Nick Clegg, the Deputy Prime Minister of Britain, called Israeli settlements “deliberate vandalism” at a press conference Tuesday, with Palestinian Authority PA Chairman Mahmoud Abbas standing at his side.
His condemnation of Israel, one of the harshest ever from a senior British official, was welcomed by Abbas, who said it was exactly what we had waited to hear officially."
Britain, like the United States and almost every other Western country, does not recognize a Jewish presence in Judea and Samaria and in areas of Jerusalem claimed by the Palestinian Authority. Clegg’s use of the term “vandalism” represented a sharp escalation and undiplomatic language towards Israel.
He accused Israel of undermining the “peace process” by not agreeing with Abbas’ demands to halt building new homes for Jews in Judea and Samaria.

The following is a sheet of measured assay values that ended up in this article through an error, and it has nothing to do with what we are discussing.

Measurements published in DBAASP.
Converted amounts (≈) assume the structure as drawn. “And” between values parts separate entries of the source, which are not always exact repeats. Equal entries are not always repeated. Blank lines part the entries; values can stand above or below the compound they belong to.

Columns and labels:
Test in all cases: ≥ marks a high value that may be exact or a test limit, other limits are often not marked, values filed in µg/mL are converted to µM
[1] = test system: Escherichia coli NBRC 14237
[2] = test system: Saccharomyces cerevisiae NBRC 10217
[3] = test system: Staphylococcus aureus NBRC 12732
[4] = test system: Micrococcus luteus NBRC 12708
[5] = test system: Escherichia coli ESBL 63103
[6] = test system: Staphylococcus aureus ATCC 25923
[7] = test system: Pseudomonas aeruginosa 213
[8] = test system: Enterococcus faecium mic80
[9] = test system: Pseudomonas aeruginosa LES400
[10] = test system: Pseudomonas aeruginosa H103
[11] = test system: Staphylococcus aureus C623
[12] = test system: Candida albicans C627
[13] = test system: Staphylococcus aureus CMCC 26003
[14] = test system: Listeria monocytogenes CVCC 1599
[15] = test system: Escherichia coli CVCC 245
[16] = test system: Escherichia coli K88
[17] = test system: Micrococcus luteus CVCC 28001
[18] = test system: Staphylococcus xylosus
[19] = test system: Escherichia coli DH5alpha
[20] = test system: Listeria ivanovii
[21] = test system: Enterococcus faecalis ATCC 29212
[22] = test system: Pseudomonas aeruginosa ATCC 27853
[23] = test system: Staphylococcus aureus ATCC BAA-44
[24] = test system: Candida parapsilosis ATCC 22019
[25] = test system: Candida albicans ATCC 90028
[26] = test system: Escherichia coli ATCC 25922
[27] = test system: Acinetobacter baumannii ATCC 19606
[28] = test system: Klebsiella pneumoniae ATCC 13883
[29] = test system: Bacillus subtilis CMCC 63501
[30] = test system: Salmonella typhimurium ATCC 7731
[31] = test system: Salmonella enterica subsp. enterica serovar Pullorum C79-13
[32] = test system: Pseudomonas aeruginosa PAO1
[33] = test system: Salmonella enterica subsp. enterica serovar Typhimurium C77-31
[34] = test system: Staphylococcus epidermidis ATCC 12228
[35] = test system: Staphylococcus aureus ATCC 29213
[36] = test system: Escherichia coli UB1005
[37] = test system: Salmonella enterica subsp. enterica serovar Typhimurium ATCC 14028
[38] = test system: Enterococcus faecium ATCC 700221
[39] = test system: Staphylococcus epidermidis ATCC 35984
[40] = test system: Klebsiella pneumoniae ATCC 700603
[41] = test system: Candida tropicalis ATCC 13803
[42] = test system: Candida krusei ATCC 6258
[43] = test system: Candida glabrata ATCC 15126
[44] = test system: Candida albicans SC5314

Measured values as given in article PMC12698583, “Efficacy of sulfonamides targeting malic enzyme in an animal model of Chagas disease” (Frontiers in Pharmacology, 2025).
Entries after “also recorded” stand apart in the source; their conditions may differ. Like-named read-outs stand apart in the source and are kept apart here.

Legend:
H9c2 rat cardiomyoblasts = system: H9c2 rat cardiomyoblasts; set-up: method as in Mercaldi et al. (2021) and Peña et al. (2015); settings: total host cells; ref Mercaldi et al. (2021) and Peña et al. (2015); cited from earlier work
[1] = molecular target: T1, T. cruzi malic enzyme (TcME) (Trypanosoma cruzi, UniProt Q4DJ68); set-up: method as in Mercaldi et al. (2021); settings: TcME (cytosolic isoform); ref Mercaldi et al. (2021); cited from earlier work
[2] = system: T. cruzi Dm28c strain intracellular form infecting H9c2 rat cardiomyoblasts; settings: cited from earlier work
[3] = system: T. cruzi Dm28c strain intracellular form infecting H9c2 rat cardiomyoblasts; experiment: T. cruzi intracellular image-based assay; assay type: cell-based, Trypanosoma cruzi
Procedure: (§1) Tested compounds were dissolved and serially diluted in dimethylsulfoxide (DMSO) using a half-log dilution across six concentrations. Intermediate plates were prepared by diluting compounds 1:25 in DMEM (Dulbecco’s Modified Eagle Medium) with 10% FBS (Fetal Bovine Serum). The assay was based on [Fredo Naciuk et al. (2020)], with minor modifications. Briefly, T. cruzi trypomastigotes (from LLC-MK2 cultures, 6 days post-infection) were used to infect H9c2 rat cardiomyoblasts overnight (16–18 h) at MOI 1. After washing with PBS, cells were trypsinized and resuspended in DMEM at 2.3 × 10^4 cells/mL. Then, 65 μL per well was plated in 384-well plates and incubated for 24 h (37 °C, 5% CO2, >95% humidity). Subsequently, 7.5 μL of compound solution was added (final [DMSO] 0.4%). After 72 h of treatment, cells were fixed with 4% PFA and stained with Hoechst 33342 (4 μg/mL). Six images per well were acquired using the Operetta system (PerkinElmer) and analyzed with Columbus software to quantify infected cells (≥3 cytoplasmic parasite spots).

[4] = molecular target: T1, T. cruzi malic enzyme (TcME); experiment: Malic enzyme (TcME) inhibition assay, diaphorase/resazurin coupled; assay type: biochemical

Clegg justified his rhetoric and was quoted by the London Jewish Chronicle as saying, "Once you've placed physical facts on the ground that make it impossible to deliver something that everyone has for years agreed is the ultimate destination [peace via a two-state solution] ... it is an act of deliberate vandalism to the basic premise on which negotiations have taken place for years and years and years. And that is why we have expressed our concerns as a government."
The peace process has evolved not a long and drawn out diplomatic attempt to grant the Palestinian Authority all of its territorial and political demands under the guise of “negotiations” but which are in essence an ultimatum to Israel. The Palestinian Authority has said that if Israel does agree to its terms, it will make another attempt to win recognition on its terms by appealing directly to the United Nations.
Abbas’ latest international junket includes a meeting with British Prime David Cameron, and Foreign Secretary William Hague.